Editors’ Choice: An Introduction to the Textreuse Package by Lincoln Mullen.
From the post:
A number of problems in digital history/humanities require one to calculate the similarity of documents or to identify how one text borrows from another. To give one example, the Viral Texts project, by Ryan Cordell, David Smith, et al., has been very successful at identifying reprinted articles in American newspapers. Kellen Funk and I have been working on a text reuse problem in nineteenth-century legal history, where we seek to track how codes of civil procedure were borrowed and modified in jurisdictions across the United States.
As part of that project, I have recently released the textreuse package for R to CRAN. (Thanks to Noam Ross for giving this package a very thorough open peer review for rOpenSci, to whom I’ve contributed the package.) This package is a general purpose implementation of several algorithms for detecting text reuse, as well as classes and functions for investigating a corpus of texts. Put most simply, full text goes in and measures of similarity come out. (emphasis added)
Kudos to Lincoln on this important contribution to the digital humanities! Not to mention the package will also be useful for researchers who want to compare the “similarity” of texts as “subjects” for purposes of elimination of duplication (called merging in some circles) for presentation to a reader.
Put most simply, full text goes in and measures of similarity come out.
to offer a cautionary tale about the assumption that a high measure of similarity is an indication of the “source” of a text.
Louisiana, my home state, is the only civilian jurisdiction in the United States. Louisiana law, more at one time than now, is based upon Roman law.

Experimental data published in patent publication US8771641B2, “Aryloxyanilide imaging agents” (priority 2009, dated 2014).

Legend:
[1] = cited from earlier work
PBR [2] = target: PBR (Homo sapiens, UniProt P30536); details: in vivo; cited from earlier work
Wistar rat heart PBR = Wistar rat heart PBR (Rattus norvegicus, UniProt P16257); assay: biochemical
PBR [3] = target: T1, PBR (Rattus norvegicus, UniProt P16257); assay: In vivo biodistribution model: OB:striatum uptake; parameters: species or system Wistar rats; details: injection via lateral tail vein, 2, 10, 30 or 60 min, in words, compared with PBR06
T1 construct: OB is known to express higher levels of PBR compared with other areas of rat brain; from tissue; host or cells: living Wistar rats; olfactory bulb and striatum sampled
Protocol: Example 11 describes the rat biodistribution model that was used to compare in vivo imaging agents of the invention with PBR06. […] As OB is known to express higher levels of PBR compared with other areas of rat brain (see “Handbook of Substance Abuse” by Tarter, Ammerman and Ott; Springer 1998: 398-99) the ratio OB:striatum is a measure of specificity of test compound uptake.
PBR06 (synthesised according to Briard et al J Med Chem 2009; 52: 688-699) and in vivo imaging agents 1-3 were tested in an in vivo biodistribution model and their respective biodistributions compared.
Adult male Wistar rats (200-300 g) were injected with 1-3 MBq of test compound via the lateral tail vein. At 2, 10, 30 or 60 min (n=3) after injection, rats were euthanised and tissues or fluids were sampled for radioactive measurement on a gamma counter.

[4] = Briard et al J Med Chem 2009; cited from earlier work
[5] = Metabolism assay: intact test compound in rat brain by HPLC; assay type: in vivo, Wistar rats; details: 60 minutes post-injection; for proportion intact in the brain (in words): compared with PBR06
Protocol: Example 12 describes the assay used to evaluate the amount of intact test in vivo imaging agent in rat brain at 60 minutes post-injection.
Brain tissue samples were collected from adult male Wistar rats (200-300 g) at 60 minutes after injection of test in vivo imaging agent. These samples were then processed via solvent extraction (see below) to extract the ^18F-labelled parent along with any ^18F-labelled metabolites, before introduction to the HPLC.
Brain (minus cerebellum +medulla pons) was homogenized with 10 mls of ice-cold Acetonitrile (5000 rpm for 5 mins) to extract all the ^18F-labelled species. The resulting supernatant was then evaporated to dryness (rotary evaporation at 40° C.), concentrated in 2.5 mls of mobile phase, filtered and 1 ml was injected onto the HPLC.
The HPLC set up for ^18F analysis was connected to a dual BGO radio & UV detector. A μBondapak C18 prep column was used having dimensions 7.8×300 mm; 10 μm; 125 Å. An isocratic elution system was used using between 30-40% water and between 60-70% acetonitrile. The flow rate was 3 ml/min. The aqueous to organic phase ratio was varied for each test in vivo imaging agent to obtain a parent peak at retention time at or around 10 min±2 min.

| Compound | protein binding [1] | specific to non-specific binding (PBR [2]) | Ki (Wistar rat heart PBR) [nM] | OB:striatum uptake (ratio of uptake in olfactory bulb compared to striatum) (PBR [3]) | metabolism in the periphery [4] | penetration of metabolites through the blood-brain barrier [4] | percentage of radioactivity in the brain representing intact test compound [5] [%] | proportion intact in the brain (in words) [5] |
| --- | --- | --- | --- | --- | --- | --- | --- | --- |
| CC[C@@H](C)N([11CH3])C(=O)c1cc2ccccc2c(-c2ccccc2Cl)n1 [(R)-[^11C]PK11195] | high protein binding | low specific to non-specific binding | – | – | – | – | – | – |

Roman law and laws based upon it have a very deep and rich history that I won’t even attempt to summarize.
It is sufficient for present purposes to say the Digest of the Civil Laws now in Force in the Territory of Orleans (online version, English/French) was enacted in 1808.
A scholarly dispute arose (1971-1972) between Professor Batiza (Tulane), who considered the Digest to reflect the French civil code and Professor Pascal (LSU), who argued that despite quoting the French civil code quite liberally, that the redactors intended to codify the Spanish civil law in force at the time of the Louisiana Purchase.
The Batiza vs. Pascal debate was carried out at length and in public:
Batiza, The Louisiana Civil Code of 1808: Its Actual Sources and Present Relevance, 46 TUL. L. REV. 4 (1971); Pascal, Sources of the Digest of 1808: A Reply to Professor Batiza, 46 TUL.L.REV. 603 (1972); Sweeney, Tournament of Scholars over the Sources of the Civil Code of 1808, 46 TUL. L. REV. 585 (1972); Batiza, Sources of the Civil Code of 1808, Facts and Speculation: A Rejoinder, 46 TUL. L. REV. 628 (1972).
I could not find any freely available copies of those articles online. (Don’t encourage paywalls accessing such material. Find it at your local law library.)
There are a couple of secondary articles that discuss the dispute: A.N. Yiannopoulos, The Civil Codes of Louisiana, 1 CIV. L. COMMENT. 1, 1 (2008) at http://www.civil-law.org/v01i01-Yiannopoulos.pdf, and John W. Cairns, The de la Vergne Volume and the Digest of 1808, 24 Tulane European & Civil Law Forum 31 (2009), which are freely available online.
You won’t get the full details from the secondary articles but they do capture some of the flavor of the original dispute. I can report (happily) that over time, Pascal’s position has prevailed. Textual history is more complex than rote counting techniques can capture.
A far more complex case of “text similarity” than Lincoln addresses in the Textreuse package, but once you move beyond freshman/doctoral plagiarism, the “interesting cases” are all complicated.